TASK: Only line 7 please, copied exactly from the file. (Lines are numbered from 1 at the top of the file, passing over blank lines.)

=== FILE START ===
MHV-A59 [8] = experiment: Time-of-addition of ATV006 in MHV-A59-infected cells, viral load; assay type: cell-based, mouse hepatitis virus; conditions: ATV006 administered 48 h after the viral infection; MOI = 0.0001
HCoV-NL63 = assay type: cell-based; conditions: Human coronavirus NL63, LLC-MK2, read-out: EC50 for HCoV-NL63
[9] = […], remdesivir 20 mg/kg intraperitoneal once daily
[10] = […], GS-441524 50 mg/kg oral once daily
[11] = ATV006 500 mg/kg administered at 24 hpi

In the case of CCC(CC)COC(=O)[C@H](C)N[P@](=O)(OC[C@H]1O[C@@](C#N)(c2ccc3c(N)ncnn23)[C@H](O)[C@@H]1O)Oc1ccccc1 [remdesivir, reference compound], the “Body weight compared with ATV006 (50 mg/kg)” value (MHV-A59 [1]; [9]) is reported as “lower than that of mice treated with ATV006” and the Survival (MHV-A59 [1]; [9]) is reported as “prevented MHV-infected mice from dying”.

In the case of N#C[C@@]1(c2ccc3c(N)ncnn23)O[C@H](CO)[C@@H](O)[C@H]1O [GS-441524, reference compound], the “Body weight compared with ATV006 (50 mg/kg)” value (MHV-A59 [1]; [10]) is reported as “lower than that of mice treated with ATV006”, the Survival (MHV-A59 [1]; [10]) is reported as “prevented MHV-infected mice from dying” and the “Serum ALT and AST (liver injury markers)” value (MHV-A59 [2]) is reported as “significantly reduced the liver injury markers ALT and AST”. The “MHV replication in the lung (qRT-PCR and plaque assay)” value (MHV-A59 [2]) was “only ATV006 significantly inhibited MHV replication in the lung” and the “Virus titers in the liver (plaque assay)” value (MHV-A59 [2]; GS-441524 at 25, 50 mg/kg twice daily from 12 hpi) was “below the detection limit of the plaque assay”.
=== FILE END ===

In the case of N#C[C@@]1(c2ccc3c(N)ncnn23)O[C@H](CO)[C@@H](O)[C@H]1O [GS-441524, reference compound], the “Body weight compared with ATV006 (50 mg/kg)” value (MHV-A59 [1]; [10]) is reported as “lower than that of mice treated with ATV006”, the Survival (MHV-A59 [1]; [10]) is reported as “prevented MHV-infected mice from dying” and the “Serum ALT and AST (liver injury markers)” value (MHV-A59 [2]) is reported as “significantly reduced the liver injury markers ALT and AST”. The “MHV replication in the lung (qRT-PCR and plaque assay)” value (MHV-A59 [2]) was “only ATV006 significantly inhibited MHV replication in the lung” and the “Virus titers in the liver (plaque assay)” value (MHV-A59 [2]; GS-441524 at 25, 50 mg/kg twice daily from 12 hpi) was “below the detection limit of the plaque assay”.